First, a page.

Cristobal, J, Ninyerola, M, Pons, X (2008). Modeling air temperature through a combination of remote sensing and GIS data. JOURNAL OF GEOPHYSICAL RESEARCH-ATMOSPHERES, 113(D13), D13106.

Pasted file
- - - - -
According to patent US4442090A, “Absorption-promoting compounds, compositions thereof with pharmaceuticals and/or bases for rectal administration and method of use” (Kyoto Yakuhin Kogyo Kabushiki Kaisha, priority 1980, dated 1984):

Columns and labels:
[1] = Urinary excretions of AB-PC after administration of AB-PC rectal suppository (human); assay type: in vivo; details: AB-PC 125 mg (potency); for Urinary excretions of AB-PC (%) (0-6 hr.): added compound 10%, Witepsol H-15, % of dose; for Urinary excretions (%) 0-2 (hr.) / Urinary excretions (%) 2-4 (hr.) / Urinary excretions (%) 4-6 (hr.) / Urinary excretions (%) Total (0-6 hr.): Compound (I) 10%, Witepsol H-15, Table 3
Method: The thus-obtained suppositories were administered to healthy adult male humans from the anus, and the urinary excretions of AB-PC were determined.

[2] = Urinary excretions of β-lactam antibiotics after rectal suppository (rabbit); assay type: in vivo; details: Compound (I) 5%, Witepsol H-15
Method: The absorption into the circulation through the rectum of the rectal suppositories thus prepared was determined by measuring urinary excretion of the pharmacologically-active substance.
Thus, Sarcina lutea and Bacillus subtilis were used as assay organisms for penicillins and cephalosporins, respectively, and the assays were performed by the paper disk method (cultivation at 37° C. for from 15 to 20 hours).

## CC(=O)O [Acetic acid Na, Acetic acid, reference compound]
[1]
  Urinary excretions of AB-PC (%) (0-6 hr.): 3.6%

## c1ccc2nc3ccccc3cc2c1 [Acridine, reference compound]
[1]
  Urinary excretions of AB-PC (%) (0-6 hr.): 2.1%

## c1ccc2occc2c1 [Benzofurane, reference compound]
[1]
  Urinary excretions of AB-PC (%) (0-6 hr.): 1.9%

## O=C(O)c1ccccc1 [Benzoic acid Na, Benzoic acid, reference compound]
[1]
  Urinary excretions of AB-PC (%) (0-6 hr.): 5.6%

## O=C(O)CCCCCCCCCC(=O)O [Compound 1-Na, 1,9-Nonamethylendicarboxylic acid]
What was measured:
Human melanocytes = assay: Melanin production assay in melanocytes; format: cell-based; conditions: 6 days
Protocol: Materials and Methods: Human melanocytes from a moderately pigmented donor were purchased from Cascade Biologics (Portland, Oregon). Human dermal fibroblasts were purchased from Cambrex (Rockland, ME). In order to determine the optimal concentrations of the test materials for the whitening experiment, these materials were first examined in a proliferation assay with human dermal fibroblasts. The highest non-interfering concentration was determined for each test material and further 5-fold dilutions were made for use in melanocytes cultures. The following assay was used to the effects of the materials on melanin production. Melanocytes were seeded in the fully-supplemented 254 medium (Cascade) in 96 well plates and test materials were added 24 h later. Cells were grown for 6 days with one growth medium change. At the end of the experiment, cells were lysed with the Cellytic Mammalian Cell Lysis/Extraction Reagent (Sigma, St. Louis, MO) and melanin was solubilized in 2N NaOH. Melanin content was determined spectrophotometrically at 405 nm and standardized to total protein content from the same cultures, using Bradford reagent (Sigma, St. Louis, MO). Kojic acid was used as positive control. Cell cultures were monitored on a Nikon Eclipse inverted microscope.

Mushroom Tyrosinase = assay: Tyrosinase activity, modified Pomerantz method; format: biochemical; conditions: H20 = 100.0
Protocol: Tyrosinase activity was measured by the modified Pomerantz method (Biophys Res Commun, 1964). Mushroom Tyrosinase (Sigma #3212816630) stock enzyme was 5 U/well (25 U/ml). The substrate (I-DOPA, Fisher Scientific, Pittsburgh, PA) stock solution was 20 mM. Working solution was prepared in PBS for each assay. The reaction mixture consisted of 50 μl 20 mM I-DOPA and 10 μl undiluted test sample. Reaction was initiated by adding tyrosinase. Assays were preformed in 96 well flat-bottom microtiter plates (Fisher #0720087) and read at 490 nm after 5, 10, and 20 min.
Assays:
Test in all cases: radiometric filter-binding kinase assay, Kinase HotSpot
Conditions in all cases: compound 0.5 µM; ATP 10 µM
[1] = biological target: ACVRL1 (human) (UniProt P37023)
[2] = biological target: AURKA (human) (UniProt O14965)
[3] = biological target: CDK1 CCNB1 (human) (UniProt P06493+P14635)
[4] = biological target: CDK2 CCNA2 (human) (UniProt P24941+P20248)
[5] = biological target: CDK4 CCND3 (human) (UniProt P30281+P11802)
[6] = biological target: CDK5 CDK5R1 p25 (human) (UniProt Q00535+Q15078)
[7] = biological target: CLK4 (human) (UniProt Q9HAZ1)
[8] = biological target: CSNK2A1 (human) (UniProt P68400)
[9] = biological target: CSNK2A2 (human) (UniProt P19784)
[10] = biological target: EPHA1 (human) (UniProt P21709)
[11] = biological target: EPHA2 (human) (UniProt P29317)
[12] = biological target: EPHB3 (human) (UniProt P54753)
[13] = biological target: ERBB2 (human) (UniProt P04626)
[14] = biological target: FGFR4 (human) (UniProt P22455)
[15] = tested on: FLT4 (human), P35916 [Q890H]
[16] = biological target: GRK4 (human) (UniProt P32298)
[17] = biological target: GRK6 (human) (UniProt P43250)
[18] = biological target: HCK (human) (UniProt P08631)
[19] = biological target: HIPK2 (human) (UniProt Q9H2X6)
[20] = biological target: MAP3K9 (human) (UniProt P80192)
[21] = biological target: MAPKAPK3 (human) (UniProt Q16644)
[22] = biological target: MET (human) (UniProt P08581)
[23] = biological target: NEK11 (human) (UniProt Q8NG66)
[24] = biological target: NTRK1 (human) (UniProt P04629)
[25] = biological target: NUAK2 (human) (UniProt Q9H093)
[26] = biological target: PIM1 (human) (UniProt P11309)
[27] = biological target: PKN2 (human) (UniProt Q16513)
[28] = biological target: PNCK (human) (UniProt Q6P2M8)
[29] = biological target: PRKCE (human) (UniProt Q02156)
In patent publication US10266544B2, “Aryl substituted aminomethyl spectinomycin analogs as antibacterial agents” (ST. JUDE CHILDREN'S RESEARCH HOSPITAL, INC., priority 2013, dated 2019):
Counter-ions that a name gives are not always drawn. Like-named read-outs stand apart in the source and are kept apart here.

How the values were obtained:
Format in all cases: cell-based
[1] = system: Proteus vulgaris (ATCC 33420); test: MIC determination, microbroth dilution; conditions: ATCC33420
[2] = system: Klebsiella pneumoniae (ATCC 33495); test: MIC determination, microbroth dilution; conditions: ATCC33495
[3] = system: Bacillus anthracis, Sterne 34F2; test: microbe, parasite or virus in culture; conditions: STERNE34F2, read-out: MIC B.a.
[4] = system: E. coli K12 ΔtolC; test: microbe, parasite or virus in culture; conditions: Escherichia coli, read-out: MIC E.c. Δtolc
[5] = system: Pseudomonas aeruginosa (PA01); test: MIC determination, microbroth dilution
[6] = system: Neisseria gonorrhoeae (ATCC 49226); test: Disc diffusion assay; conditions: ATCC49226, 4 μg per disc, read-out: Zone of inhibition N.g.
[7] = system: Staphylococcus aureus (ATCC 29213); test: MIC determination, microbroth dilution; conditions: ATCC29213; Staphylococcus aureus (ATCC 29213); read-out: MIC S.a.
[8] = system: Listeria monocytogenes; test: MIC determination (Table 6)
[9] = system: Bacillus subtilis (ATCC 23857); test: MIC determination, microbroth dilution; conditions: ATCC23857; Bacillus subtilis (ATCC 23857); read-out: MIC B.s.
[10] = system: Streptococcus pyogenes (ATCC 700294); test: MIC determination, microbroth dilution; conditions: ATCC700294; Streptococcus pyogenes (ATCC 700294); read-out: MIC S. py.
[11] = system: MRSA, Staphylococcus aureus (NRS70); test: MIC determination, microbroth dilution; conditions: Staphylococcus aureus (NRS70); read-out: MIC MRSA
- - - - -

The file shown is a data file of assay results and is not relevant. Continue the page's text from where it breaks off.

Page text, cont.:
Air temperature is involved in many environmental processes such as actual and potential evapotranspiration, net radiation and species distribution. Ground meteorological stations provide important local data of air temperature, but a continuous surface for large and heterogeneous areas is also needed. In this paper we present a hybrid methodology between Remote Sensing and Geographical Information Systems to retrieve daily instantaneous, mean, maximum and minimum air temperatures (2002-2004) as well as monthly and annual mean, maximum and minimum air temperatures (2000-2005) on a regional scale (Catalonia, northeast of the Iberian Peninsula) by means of multiple regression analysis and spatial interpolation techniques. To perform multiple regression analysis we have used geographical and multiresolution remotely sensed variables as predictors. The geographical variables we have included are altitude, latitude, continentality and solar radiation. As remote sensing predictors, we have selected those variables that are most closely related with air temperature such as albedo, land surface temperature (LST) and NDVI obtained from Landsat-5 (TM), Landsat-7 (ETM+), NOAA (AVHRR) and TERRA (MODIS) satellites. The best air temperature models are obtained when remote sensing variables are combined with geographical variables: averaged R-2 = 0.60 and averaged root mean square error (RMSE) = 1.75 degrees C for daily temperatures, and averaged R-2 = 0.86 and averaged RMSE = 1.00 degrees C for monthly and annual temperatures. The results also show that combined models appear in a higher frequency than only geographical or only remote sensing models (87%, 11% and 2% respectively) and that LST and NDVI are the most powerful remote sensing predictors in air temperature modeling.